While web standards are (of course) a meaningful way to maintain a level of quality over your work, another potential type of standard you can hold as a web designer is a strict set of practices as to how you will construct something and what kind of material you won’t allow on your site. We all know that Apple tightly regulates its app store (and other services), but are we any different? I know most designers wouldn’t work with blink tags, marquee or animated clipart on the ethics principle!
Figure 4: To maintain a level of quality over our work, we all impose standards on ourselves.
The quality of the end product is important, and if you’ve ever played with an iPhone you’ll know that it’s not some cheap plastic toy (though it can be played with!). The build quality almost speaks to the level of quality control we hold to our work as the content that we put on the site. It stands to reason to draw a comparison between this and the way in which we try to follow standards, specifications and best practices to ensure a quality product that visitors will want to browse within.
Note: Before an app makes it into the app store, Apple put it through a series of checks for quality and security. When we produce services and websites we often do the same kind of thing, except using more heuristic and less intrinsically biased methods (such as usability or accessibility testing).
Improve and Reiterate
Another lesson we can take from these devices is the idea of improving and reiterating what you have produced. While this may sound like an obvious point to make, there are websites out there that fail to innovate (just copying others), don’t push boundaries and seem to fail in their attempt to create something of worth (beyond cloning an existing service). The iPhone has so much originality to it (as a device) that you can only hope more designers will innovate in their web design work too!
Figure 5: If something is broken, you need to fix it, issuing patches or recalling are both options!
Resolving disputes and issues (such as fundamental flaws in a product) is a lesson Apple have only come to learn recently due to the antennae problem on the iPhone 4. Now while I’m not going to rage into a debate about the death grip, it’s important to reflect on the nature of bugs and issues. In web designs, we need to be more accountable for fixing flaws in our sites and keeping software as current as possible. You don’t want a bunch of angry users hitting the back button in a hurry.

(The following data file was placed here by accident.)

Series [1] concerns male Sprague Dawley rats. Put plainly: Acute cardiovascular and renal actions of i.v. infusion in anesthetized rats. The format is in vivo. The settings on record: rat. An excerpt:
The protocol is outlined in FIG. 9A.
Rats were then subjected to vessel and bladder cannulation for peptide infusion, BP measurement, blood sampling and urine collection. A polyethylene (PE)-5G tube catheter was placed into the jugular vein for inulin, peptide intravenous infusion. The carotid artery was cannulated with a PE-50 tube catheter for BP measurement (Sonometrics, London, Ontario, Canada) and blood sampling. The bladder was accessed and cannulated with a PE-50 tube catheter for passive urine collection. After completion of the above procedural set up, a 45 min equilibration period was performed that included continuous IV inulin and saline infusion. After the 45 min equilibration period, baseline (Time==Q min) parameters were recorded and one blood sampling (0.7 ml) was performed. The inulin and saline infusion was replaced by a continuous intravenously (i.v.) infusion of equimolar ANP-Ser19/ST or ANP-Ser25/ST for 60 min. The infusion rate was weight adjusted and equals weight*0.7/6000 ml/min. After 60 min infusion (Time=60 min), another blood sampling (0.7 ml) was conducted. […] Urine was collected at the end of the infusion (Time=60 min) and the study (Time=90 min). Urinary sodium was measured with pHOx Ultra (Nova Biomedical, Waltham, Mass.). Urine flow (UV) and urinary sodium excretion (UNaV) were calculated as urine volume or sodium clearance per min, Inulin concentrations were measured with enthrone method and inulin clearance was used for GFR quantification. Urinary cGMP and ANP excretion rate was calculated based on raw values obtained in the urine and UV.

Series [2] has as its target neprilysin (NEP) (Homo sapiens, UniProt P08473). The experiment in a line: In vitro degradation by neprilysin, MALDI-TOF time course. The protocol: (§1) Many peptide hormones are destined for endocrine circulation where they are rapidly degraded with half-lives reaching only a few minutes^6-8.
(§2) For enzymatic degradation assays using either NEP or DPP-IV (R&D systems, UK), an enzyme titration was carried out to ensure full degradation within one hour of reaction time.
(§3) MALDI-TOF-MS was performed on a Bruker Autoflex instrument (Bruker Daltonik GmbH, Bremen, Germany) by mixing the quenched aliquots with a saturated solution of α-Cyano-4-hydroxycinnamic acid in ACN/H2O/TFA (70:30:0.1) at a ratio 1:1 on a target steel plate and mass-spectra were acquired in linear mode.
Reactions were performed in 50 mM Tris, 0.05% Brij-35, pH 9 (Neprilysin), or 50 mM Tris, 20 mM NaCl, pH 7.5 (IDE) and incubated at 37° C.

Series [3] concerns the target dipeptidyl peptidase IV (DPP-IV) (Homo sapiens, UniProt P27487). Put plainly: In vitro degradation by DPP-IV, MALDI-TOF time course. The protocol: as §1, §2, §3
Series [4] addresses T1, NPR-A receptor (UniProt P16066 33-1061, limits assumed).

Note: When you create a website, you shouldn’t just give up at version 1.0. So many websites keep redesigning their UI for the sake of it (rather than upgrading the great but slightly stale version they already have). Consider pushing your existing design incrementally upward into the future.
Reflections and Observations
Taking inspiration from websites, software, hardware, the real world and other sources can open up a whole realm of opportunities to gain thoughtful ideas toward how you can build solutions. The motivation to take these innovations and turn them into useful lessons which can be implemented throughout your website is a process that more in our industry should undertake on a regular basis. If you find yourself stuck for ideas, why not consider alternative ways the idea can be put into action.
Figure 6: Flaws and challenges aside, Apple do know how to make a user-interface “just work”.
Reflecting upon the iPhone, I think the ideologies of consistency, clean and simple implementations, determination to innovate, challenging preconceptions and ensuring a compatible and convention focused experience are worth their weight in gold. Whilst the iDevices are not perfect and they will continue to evolve over future iterations, the idea that you can produce an experience which makes sense to whomever touches it is something that web designers should hope to aspire to.
What real world devices give you inspiration to produce something unique or innovative? Do you have any classic examples of how thinking outside the box has improved your methodology? What do you think of Apple’s UI’s in general? Feel free to let us know in the comments section.